February 4, 2008

"Four fake, and one true, predictions about the future of the Internet."

What does the future of the Internet look like? Nobody can really say, but they can make predictions. And if you dig through enough predictions about the future of the Internet, you are bound to stumble across something that is right. Right?

Well, I have done just that. I have scoured the Internet in search of snippets about the future of the internet. So, take a look into the future by reading through these four fake, and one possibly true, predictions about the future of the Internet.

Rand Fishkin, CEO of SEOmoz: "I expect that new social communities will emerge and leverage the power of users to an even greater degree. One day, we might even see something like Naver in South Korea - where human answers and opinions precede algorithmic results (source: Internet Hunger)." In other words: the people - you and I - will be in more control, and search engines will no longer give us results based on calculations, but rather real answers from real people.

James Thomas, web developer for Oakley: "The future of the Internet is your desktop (source: CenterNetworks)." Not only can web-integration be found already in Apple desktops and iPod Touch and iPhone apps, it can also be found in Mozilla's Prism, and other upcoming technologies.

Vinton Cerf, vice-president and chief internet evangelist at Google: "Peer-to-peer services are not only here to stay, but they are undoubtably gonig to expand; it's not just for file transfer, it's for collaborative computing (source: Financial Times)." So we can expect to see an increase in peer-to-peer computing, not just for file sharing, but for a whole new world of networking.

Jonathan Zittrain, Internet Governance and Regulation at Oxford University: "Instead of personal computers being able to run any program from any source without approval from a third party--which many of us were used to in the 1980s and 1990s--Zittrain fears we're entering a world where centralized approval becomes necessary (source: News.com)." Which means that our systems - including all internet access - will be completely controlled by corporations or government agencies.

1,286 technology leaders, scholars, industry officials, and analysts: ". . .in the next 10 years the Internet will be more deeply integrated in our physical environments and high-speed connections will proliferate – with mixed results. . . .the dawning of the blog era will bring radical change to the news and publishing industry and they think the Internet will have the least impact on religious institutions (source: Pew)." In a way, these 1,286 "experts" predict that the Internet will dominate almost all areas of our lives within 10 years.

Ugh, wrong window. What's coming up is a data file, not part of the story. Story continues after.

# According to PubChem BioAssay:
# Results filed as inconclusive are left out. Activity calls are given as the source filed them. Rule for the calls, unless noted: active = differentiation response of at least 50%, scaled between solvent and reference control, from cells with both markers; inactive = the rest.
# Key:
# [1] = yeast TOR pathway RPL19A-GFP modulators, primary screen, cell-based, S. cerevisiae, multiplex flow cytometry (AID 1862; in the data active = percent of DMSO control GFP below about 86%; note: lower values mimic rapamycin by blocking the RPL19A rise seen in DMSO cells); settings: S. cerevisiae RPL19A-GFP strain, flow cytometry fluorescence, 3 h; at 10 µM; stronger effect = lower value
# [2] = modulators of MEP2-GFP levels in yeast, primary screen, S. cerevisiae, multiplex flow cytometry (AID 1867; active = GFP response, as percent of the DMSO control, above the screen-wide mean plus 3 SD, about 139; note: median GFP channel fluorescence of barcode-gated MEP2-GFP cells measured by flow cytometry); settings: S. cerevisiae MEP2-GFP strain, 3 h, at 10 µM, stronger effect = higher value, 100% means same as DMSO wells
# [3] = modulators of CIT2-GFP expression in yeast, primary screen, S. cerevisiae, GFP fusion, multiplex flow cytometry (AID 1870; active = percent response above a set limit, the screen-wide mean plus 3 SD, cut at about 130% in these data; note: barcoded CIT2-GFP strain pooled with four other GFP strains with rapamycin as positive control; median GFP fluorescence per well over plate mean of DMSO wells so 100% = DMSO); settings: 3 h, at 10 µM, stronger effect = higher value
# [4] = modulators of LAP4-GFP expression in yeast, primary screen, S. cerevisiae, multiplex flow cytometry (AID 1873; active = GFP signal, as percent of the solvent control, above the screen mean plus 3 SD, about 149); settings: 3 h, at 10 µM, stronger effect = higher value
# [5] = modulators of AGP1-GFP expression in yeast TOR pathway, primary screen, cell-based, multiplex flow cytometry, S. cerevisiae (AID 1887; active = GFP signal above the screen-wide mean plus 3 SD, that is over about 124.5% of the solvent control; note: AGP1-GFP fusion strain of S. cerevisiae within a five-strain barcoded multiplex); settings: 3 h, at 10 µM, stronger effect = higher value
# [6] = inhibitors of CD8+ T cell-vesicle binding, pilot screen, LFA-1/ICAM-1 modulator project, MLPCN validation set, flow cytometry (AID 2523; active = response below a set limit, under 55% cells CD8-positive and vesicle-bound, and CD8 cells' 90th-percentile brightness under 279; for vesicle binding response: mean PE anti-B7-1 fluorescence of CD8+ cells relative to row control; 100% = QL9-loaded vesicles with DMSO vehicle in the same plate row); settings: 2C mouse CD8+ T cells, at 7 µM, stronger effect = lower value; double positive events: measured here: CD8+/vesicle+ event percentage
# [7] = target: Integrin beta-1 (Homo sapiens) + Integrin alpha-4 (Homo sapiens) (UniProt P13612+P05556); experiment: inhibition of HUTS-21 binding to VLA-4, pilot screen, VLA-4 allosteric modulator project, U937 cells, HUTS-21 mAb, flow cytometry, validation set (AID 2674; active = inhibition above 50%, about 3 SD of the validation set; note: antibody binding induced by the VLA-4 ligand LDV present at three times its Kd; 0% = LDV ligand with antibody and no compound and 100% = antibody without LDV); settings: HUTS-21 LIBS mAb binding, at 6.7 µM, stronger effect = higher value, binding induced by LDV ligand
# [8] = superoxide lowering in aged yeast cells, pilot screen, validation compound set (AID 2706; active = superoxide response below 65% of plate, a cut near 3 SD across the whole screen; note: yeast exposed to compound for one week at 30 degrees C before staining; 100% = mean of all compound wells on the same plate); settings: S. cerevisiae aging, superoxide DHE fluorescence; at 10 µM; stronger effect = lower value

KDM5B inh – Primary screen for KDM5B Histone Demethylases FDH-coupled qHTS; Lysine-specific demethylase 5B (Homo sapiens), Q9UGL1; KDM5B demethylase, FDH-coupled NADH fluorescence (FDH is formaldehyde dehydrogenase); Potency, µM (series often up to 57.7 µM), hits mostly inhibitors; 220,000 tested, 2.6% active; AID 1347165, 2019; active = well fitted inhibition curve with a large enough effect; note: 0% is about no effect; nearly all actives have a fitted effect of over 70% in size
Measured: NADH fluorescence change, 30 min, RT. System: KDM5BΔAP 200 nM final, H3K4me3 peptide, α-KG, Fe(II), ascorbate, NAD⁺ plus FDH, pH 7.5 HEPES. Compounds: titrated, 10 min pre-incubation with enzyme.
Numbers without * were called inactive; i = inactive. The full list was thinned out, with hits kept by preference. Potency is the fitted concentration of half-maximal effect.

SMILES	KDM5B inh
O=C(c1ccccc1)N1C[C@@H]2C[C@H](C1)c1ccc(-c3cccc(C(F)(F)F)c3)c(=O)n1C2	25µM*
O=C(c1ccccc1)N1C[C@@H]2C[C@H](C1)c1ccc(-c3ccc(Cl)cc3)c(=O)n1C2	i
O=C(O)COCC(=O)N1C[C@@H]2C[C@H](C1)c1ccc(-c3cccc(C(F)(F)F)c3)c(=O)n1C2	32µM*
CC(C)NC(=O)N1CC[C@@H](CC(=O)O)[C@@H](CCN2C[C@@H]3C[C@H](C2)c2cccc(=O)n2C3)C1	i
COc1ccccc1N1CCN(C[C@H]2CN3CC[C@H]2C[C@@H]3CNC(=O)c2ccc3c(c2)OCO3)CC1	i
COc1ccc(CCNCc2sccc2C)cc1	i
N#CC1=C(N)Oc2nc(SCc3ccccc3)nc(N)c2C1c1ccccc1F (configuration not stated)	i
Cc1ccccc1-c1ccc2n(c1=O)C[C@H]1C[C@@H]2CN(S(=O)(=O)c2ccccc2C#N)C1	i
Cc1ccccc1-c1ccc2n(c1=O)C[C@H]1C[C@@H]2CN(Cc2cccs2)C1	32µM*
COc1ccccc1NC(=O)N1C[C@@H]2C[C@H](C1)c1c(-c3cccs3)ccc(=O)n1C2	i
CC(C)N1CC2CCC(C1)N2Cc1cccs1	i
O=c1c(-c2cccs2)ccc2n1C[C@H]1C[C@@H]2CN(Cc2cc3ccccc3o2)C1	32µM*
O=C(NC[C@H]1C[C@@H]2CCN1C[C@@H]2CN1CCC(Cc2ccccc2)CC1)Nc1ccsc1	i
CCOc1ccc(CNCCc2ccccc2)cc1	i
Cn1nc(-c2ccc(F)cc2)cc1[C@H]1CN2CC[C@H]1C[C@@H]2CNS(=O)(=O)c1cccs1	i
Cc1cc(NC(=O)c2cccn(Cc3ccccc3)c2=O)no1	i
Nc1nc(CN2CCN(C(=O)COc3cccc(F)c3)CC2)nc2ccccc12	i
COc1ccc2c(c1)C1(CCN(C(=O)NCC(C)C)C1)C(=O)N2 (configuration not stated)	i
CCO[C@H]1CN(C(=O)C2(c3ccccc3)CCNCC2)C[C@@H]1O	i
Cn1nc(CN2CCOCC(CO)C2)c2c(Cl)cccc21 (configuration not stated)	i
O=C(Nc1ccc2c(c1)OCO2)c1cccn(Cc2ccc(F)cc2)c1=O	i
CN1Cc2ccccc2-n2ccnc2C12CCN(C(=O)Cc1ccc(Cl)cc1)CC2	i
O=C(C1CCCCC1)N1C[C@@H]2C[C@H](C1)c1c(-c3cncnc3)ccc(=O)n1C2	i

After reading through these quotes, I'm interested in hearing you thoughts on the future of the Internet. So, what do you think the future of the Internet has in store for us all? And which of these predictions do you agree most with?

5 comments:

nick said...

I like what the 1,286 experts had to say. Except for the part about churches not being impacted. Have you seen how many church websites are online using web standards?

Cheryl said...

Nifty.

Manizesto said...

David Drummond, Sr VP of Corp Dev at Google has also weighed in on this. In writing about MSN's hostile takeover of Yahoo:

"Could Microsoft now attempt to exert the same sort of inappropriate and illegal influence over the Internet that it did with the PC? While the Internet rewards competitive innovation, Microsoft has frequently sought to establish proprietary monopolies -- and then leverage its dominance into new, adjacent markets."

I don't think it's easy to define what the future of the Internet will be, aside from saying it will become more and more a part of our lives. But the possibility of Yahoo! being acquired will certainly have ramifications.

Tanner Christensen said...

Nick: I'm with you on the religious point. I don't know what those "experts" were thinking.

Thanks for the comment Cheryl.

Manizesto: I completely agree. If Yahoo does accept Microsoft's bid... things are going to get crazy.

If you haven't yet, read Google's official statement on the matter here: http://googleblog.blogspot.com/2008/02/yahoo-and-future-of-internet.html

LinkBenefit said...

The future of the internet is uncertain because it is always changing.